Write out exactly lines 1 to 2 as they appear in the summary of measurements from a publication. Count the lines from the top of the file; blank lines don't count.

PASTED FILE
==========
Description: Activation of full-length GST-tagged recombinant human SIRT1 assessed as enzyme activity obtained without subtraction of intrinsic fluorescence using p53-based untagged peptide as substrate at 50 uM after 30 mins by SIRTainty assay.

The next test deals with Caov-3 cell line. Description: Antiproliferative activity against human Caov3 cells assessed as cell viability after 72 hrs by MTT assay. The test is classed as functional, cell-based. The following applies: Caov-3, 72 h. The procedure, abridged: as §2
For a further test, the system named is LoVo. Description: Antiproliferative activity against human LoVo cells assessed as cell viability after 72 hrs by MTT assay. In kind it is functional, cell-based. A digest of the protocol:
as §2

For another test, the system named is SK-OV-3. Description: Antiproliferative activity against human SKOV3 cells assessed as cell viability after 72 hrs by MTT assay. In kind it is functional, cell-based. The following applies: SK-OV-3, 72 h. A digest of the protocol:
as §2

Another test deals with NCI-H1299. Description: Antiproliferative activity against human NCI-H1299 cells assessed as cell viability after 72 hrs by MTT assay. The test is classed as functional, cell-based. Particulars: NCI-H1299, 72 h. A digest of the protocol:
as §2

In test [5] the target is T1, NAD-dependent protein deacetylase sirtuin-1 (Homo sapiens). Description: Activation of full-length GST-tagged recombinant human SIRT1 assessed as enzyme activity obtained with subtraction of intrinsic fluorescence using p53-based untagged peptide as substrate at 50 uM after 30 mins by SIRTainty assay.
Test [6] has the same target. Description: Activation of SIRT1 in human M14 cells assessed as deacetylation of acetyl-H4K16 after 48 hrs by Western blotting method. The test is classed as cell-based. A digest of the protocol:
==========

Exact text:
Description: Activation of full-length GST-tagged recombinant human SIRT1 assessed as enzyme activity obtained without subtraction of intrinsic fluorescence using p53-based untagged peptide as substrate at 50 uM after 30 mins by SIRTainty assay.

The next test deals with Caov-3 cell line. Description: Antiproliferative activity against human Caov3 cells assessed as cell viability after 72 hrs by MTT assay. The test is classed as functional, cell-based. The following applies: Caov-3, 72 h. The procedure, abridged: as §2